CBS' (NYSE: CBS) acquisition of CNET (NSDQ: CNET) for $1.8 billion is already prompting some predictable shoulder shrugging from folks wondering why they went with a (here come the scare quotes...) "web 1.0" company and not some hip young thang. Look: There was no MySpace out there at $580 million. If you know of one, tell Leslie Moonves about it now and maybe you can have Quincy Smith's job. Buying up internet companies poses a standard tri-lemma: growth, meaningful revenue and affordabilitypick two. CBS picked affordability and revenue in exchange for a company with limited growth prospects. They might have bought something else for a lot less money, but without any clue of when or if it could return them a buck. The company decided it needed a major platform to help CBS Interactive get more in the game, and realistically, Last.fm wasn't going to be that. As Moonves told Staci this morning: "This accelerated our process quite a bit. We could have continued buying this and that and other Last.FMs and we said this is a great way to jump start our position in the internet world."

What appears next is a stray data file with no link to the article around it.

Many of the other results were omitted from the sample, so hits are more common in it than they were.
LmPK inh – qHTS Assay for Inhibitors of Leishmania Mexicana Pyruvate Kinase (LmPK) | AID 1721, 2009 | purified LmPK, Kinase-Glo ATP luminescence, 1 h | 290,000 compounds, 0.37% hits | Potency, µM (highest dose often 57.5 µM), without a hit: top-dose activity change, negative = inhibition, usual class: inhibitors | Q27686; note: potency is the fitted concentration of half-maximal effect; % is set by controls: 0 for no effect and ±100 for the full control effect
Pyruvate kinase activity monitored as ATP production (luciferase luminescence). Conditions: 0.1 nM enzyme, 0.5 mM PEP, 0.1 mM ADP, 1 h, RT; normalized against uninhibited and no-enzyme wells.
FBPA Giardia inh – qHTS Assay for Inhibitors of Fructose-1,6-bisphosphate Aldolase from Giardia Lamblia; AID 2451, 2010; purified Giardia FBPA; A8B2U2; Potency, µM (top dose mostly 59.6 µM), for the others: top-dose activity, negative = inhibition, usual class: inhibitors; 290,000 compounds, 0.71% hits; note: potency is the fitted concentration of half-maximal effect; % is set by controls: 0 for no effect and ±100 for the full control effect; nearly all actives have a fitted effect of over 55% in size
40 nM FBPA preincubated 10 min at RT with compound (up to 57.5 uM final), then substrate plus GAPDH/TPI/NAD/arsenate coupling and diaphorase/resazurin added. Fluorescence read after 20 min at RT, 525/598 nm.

-- Money: On today's call, CBS management said CNET would have revenue of $450 million and EBTIDA of $92 million in 2008. It expects to see an internal rate of return of about 13 percent, and by the 2010-2011 time frame, revenue of about $1 billion (caveat investor: beware those $1 billion revenue predictions). It's true they didn't get it cheap: At 20x '08 EBITDA, it's richer than, say, 14x for WebMD (NSDQ: WBMD) (number courtesy of Citi analyst Jason Bazinet), but CNET offers a lot more, strategically, than the other big, freestanding content sites.
-- Opportunities: Once they have the platform in place, there will be opportunities for more purchases. As suggested on the call, we probably won't see another digital purchase of this size from CBSone is enough for nowbut this makes buying smaller, more speculative startups are more feasible prospect, because now it has the base to plug them into. (BTW, Digg?) Also, there are opportunities to do more with advertising. CNET's content appeals to a tech crowd, sure, but basically it appeals to a young(ish) crowd and/or a crowd with money.
-- Bottom line: This deal fits with past comments Moonves has made about digital purchases. He's never had any interest in paying 10x (or more) revenue for a social networking just because it's the flavor of the month. But on the other hand, as we have said in the past, it needed to make a significant purchase. Perhaps the content matchup leaves a bit to be desired, but in terms of meeting CBS' needs and criteria, this was the buy.
By Joseph Weisenthal